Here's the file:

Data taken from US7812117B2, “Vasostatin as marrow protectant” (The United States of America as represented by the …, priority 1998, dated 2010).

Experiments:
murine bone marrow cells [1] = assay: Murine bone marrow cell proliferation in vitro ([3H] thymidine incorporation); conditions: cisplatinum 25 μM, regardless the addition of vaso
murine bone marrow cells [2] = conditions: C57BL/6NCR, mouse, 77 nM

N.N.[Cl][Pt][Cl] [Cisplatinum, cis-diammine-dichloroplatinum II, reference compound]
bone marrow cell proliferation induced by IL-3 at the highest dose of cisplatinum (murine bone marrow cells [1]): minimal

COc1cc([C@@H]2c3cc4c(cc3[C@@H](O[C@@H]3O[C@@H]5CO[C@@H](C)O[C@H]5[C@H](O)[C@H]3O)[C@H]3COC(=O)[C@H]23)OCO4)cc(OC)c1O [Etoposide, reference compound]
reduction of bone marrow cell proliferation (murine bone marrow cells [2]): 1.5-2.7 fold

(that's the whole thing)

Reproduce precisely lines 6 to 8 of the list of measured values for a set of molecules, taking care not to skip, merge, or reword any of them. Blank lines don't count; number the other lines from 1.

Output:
bone marrow cell proliferation induced by IL-3 at the highest dose of cisplatinum (murine bone marrow cells [1]): minimal

COc1cc([C@@H]2c3cc4c(cc3[C@@H](O[C@@H]3O[C@@H]5CO[C@@H](C)O[C@H]5[C@H](O)[C@H]3O)[C@H]3COC(=O)[C@H]23)OCO4)cc(OC)c1O [Etoposide, reference compound]
reduction of bone marrow cell proliferation (murine bone marrow cells [2]): 1.5-2.7 fold